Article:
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Off-Broadway Review

Brian Dykstra's Ho!

Brian Dykstra's Ho!
Photo Source: Megan Pugh
As holiday entertainments go, "Brian Dykstra's Ho!" is not the bottom of the wassail barrel. A two-act one-man show written and performed by Dykstra, "Ho!" takes two contrasting attitudes toward Christmas and runs with them, with diminishing results.

The first half finds Dykstra recounting the story of how the Jolly Green Giant's son, Sprout, fought back against Santa's egomaniacal commercialization of Christmas. Dykstra, who has appeared on HBO's "Def Poetry," has written to his strengths, and his performance is somewhere between a story-length rap and something you'd see at a poetry slam. Unfortunately, he also hits the rhymes so hard that you're soon lulled into visions of sugarplums dancing in your head, only to be startled back to reality by a tossed-off profanity or a sudden swerve into more absurdity. For all of Dykstra's cleverness with rhymes, the story has the tattered feel of a long-running joke between friends, not the kind of thing one seeks out for holiday-themed entertainment. (And certainly not the satiric take on Christmas that prompted the press materials to compare "Ho!" to David Sedaris' "Santaland Diaries.")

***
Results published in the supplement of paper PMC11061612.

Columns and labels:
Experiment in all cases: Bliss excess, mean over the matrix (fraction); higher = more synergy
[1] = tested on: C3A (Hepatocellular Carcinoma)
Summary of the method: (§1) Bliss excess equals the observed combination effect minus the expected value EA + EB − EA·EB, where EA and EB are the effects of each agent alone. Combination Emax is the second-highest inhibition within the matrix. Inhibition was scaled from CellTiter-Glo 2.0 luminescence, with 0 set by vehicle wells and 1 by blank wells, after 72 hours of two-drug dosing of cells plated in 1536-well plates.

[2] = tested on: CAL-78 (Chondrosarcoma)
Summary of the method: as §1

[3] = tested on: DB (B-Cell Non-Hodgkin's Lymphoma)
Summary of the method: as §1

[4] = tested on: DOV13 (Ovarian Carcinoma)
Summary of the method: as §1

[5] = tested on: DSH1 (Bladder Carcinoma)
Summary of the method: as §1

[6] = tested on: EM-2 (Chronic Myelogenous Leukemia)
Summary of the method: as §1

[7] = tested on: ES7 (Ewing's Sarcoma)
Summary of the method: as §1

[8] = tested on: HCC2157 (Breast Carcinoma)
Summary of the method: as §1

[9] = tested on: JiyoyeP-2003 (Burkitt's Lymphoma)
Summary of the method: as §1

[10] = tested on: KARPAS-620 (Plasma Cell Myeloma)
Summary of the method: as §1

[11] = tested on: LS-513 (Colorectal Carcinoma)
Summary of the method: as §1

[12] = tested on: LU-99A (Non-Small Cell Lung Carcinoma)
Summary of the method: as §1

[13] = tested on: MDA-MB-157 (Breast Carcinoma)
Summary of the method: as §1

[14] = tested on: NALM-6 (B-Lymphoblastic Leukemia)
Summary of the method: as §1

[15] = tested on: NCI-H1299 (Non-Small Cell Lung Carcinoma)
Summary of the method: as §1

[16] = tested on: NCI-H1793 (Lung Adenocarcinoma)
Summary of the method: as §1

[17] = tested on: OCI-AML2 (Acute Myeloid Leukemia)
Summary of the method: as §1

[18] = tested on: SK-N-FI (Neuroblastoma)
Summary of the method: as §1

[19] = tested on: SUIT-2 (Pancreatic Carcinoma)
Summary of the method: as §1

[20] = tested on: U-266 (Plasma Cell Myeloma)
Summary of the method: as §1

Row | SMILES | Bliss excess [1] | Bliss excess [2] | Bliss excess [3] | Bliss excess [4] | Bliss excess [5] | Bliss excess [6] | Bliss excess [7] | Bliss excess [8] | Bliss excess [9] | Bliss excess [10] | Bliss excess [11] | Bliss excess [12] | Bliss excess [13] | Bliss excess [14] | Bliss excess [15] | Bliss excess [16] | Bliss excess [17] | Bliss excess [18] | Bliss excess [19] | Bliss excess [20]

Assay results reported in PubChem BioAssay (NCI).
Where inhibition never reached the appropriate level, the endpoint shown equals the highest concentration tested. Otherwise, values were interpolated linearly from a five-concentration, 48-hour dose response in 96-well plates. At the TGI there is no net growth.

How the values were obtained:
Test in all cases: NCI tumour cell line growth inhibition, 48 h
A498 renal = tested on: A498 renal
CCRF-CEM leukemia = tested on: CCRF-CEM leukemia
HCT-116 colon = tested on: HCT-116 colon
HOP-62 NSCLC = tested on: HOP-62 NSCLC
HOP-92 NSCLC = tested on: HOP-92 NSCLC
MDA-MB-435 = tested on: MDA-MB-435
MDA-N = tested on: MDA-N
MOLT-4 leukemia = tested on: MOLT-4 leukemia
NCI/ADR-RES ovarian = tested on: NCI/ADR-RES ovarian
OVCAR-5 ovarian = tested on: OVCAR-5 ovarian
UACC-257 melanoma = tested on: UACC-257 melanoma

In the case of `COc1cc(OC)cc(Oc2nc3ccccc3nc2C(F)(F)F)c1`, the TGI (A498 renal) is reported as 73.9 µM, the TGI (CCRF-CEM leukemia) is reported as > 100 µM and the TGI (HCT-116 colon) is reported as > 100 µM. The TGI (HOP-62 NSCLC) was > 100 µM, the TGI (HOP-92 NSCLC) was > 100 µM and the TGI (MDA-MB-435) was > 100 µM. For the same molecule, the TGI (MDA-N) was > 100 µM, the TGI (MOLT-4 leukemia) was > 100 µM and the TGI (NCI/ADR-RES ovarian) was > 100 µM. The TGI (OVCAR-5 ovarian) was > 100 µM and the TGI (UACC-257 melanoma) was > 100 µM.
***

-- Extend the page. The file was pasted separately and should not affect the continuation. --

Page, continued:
The second act, which includes an odd costume change that involves Dykstra clipping a pair of sunglasses to his collar, is about Sammy the Christmas tree, who dreams of decorating an elegantly appointed Upper East Side home for the season. Alas, Sammy's dream 'isn't destined to come true; unlike Charlie Brown's Christmas tree, Sammy is too big and beautiful. No one on the Upper West Side, where Sammy disappointedly finds himself, wants or can afford such a massive tree. All is not lost, though; a last-minute miracle saves Sammy and the holiday spirit that Dykstra so thoroughly mocked earlier.

Apparently instructed by director Margarett Perry to remain still in front of the microphone, Dykstra fails to capture and hold our attention with the shorter second piece. Sammy's story feels like a New York version of popular tales about sad Christmas accoutrements, from "A Charlie Brown Christmas" to Elmo and Patsy's song "Percy, the Puny Poinsettia." The sudden forced sentimentality feels out of place and insincere. Dykstra no doubt intends to send audiences out suffused with warmth and good cheer, but they're more likely to feel relief at re-entering a world that doesn't rhyme so insistently.

Presented by and at the Drilling Company, 236 W. 78th St., NYC. Nov. 29–Dec. 19. Mon., Wed.–Sat., 7:30 p.m.; Sun., 3 p.m. (No performances Wed. and Thu., Dec. 1 and 2, and the week of Dec. 5–12.) (212) 352-3101, (866) 811-4111, or

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